I’ve wondered this as well. I’d like to see a knot strength test for ande mono leader spool VS. Ande mainline mono to see if there’s a difference. I’d think they’re the same or very similar just more convenient to carry the wrist spool around with the leader. Also I’ve wanted to know if there’s a difference between the types of ande mainline.

Capt. Ray Markham
10 days ago
Reply to  Paul Schroder

Years ago I was told by an Ande employee that the line is the same. Issues with memory on smaller spools had some anglers complain so they put it on leader skeins of larger diameter, thus minimizing the Slinky look, but basically, you can stretch the line like you would a fly line to take the memory out no matter what diameter the spool it comes from. I use the 1/4 pound spool sizes and shove it in a koozie to keep the line from coming off when I don’t want it to.

Chris Stanard
11 days ago

Excellent useful information. I too will be switching to mono.
Thanks so much!

Kelly
11 days ago

You made no comment on whether the line or the knot actually broke first. Curious for confirmation. Also, I have been using the non-slip loop knot but find I am better served if I tie two cinch knots on top of it. You never know if you make a booboo and slip the tag line through the opening in the wrong direction until you cinch it down.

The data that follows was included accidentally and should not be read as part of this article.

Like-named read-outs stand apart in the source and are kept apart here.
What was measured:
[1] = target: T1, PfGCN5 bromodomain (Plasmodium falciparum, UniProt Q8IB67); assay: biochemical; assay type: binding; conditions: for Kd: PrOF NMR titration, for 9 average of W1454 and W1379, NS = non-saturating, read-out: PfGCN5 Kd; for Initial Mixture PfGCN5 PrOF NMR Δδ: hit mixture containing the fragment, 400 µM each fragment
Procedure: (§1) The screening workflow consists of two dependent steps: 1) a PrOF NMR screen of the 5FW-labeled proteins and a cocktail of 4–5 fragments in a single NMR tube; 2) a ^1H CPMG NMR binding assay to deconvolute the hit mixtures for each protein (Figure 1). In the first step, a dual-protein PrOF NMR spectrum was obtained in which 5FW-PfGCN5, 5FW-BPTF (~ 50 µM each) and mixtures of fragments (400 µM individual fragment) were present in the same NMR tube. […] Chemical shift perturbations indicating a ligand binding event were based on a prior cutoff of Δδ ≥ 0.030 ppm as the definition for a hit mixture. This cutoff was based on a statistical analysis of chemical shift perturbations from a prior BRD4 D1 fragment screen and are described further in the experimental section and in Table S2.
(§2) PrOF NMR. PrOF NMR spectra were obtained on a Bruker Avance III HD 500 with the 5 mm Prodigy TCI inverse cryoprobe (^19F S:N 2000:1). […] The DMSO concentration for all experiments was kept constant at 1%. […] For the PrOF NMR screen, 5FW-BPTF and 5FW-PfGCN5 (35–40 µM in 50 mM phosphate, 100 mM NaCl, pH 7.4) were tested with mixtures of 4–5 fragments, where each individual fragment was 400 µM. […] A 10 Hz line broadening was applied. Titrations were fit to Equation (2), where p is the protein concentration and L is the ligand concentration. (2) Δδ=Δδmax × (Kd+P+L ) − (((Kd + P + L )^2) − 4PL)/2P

David
11 days ago

Luke, thanks for the very informative video, it was great as always, Tight Lines!

Derek ODonoghue
11 days ago

Excellent

Brad S.
11 days ago

I live in the Northeast where the water tends to be a lot murkier than southern states & according to the best/most successful anglers in our very large salt water anglers club, daytime angling with flourocarbon. line results in a quite a few more strikes than mono or wire, so we’re willing to spend a little more $$ for that.
Night time fishing-mono, flouro, or wire no discernible difference in salt water with striped bass& bluefish, fluke (flounder) & black sea bass don’t seem to care either way.
I’ve also been on fresh water fishing sites here in the N.E. & I was schooled about the advantages of flouro over mono when I thought mono was just as good.

Stephen Allen
11 days ago

those results are crazy, good stuff, thanks

Shane Wilson
11 days ago

Visibility in the water… Is mono more visible than fluorocarbon? This video is quite surprising but I have always heard that fluorocarbon is harder to see underwater. Can you clarify?

Sam Craparo
12 days ago

Great info. You even have me tying the FG Knot.

Richard Howle
12 days ago

Luke,